PBPK modeling is grounded in our knowledge of human physiology. The equations that make up a PBPK model (Figure 1) describe the time course of absorption, distribution, metabolism, and elimination of one or more drugs in the body. Commonly accepted values for anatomical or physiological parameters such as blood flow, tissue composition, and enzyme abundance are entered into these equations. Also included are drug-specific values, such as tissue-to-plasma concentration ratios and how rapidly the drug is broken down by a given enzyme.
In theory, this approach allows us to make predictions based on our knowledge from previous trials and the data from in vitro and pre-clinical studies. For example, based on a PBPK model, we could predict the drug concentrations achieved—in plasma at particular times—that would result from a specific dose in a patient from a population for which clinical data was unavailable. We could then potentially extend the drug’s indications to that group of patients. In reality, gaps in our knowledge often prevent us from using this approach, because the prediction errors are high. To improve the accuracy of the model’s predictions, we need to address certain challenges, including the difficulty in measuring some of the physiologic parameters in both healthy adults and specific populations, the lack of relevance of in vitro and preclinical systems to humans, and incomplete understanding of the drugs themselves.
CDER scientists and researchers are seeking to close these gaps and allow PBPK models to be incorporated in drug development. For example, by analyzing the performance of models submitted to the FDA, CDER researchers have shown that the PBPK modeling approach can inform pediatric clinical trials and potentially be used to expedite drug development for children through a learn-and-confirm approach, which allows newly available data to be used to continuously develop and improve models.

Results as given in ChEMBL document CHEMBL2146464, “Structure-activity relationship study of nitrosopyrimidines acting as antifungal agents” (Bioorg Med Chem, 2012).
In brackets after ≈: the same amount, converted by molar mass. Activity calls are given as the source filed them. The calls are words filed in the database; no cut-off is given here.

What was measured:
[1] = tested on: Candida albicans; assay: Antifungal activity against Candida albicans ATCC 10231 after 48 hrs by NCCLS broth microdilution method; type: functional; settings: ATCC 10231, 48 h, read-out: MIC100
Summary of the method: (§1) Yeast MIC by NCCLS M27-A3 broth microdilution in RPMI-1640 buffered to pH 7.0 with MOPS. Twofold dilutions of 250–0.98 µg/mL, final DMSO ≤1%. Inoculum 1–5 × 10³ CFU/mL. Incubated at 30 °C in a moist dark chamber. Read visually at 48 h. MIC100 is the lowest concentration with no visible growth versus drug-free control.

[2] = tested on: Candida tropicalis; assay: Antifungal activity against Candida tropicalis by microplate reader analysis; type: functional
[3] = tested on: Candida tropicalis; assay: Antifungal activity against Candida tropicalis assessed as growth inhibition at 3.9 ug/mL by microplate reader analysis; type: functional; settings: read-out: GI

In another example, clinical pharmacologists at CDER are looking for ways to support drug development and evaluation for patients with chronic kidney disease (CKD). They developed PBPK models for seven drugs cleared from the body by kidney proteins called organic anion transporters. By incorporating the effects of CKD on physiology and comparing the modeling results to clinical data, the researchers showed that these PBPK models reasonably predict the PK of those drugs in CKD patients. These and other investigations by CDER scientists improve the predictive performance of PBPK models so that they may be used to support regulatory decision-making about safety and effectiveness in patients for whom data are lacking. The ultimate goal of these efforts is to ensure that all patients who can benefit from new drug therapies receive them.
PBPK Modeling to Predict and Understand Drug–Drug Interactions, Minimize Clinical Trial Burden, and Develop Dosing Recommendations in Patients Taking Additional Drugs